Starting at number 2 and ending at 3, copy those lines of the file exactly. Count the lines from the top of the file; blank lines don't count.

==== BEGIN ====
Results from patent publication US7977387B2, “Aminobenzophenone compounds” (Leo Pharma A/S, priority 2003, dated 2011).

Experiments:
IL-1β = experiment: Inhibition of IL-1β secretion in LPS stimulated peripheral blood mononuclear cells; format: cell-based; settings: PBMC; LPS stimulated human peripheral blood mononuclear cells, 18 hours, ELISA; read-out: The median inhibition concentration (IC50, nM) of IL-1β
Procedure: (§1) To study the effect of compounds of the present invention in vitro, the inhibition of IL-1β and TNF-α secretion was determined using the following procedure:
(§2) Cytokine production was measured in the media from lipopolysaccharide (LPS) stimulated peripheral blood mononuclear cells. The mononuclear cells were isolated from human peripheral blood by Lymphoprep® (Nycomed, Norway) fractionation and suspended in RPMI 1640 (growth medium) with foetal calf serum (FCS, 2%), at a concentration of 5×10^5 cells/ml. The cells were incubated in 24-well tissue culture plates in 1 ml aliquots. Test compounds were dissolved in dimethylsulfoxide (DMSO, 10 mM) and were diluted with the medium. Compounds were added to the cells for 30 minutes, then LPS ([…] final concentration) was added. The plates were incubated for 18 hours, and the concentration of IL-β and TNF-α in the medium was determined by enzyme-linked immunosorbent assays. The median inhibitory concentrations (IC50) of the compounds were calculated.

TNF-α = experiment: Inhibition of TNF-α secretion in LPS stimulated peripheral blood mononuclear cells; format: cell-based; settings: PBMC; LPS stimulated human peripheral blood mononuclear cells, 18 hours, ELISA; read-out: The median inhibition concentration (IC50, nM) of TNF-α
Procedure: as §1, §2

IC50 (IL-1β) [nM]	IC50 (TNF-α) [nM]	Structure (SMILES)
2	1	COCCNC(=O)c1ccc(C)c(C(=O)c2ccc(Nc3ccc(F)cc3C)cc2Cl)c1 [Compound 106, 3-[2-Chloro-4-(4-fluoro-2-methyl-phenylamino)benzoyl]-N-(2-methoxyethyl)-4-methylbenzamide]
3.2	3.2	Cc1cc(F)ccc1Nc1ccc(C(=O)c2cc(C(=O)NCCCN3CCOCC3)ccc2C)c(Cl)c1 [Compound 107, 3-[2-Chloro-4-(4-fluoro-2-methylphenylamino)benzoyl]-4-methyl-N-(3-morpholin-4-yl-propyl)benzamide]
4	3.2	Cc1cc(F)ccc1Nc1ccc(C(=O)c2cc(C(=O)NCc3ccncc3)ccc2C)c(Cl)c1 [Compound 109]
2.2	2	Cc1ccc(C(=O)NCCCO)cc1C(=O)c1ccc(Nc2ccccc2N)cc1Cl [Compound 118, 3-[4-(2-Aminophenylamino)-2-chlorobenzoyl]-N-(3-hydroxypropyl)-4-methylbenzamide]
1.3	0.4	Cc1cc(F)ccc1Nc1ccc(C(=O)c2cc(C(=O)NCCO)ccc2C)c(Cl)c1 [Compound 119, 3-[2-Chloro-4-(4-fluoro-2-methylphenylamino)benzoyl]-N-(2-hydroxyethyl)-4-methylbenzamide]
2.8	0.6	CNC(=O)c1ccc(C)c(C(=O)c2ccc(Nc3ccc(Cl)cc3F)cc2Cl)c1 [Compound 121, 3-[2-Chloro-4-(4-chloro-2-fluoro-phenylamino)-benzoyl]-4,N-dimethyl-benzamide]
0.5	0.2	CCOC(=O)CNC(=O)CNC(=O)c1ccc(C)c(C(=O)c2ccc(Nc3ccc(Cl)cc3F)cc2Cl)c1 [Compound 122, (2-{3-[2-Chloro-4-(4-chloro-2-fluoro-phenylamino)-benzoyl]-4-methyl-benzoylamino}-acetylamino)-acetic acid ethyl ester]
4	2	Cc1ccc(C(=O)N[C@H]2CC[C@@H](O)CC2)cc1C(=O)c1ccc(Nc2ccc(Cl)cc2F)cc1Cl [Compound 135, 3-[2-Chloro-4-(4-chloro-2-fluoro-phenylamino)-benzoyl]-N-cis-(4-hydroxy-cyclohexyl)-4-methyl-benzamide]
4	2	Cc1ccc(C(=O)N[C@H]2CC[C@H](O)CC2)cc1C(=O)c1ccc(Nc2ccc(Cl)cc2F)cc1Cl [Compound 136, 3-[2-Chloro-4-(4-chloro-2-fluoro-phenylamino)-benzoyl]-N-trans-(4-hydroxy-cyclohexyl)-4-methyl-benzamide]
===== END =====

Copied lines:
Experiments:
IL-1β = experiment: Inhibition of IL-1β secretion in LPS stimulated peripheral blood mononuclear cells; format: cell-based; settings: PBMC; LPS stimulated human peripheral blood mononuclear cells, 18 hours, ELISA; read-out: The median inhibition concentration (IC50, nM) of IL-1β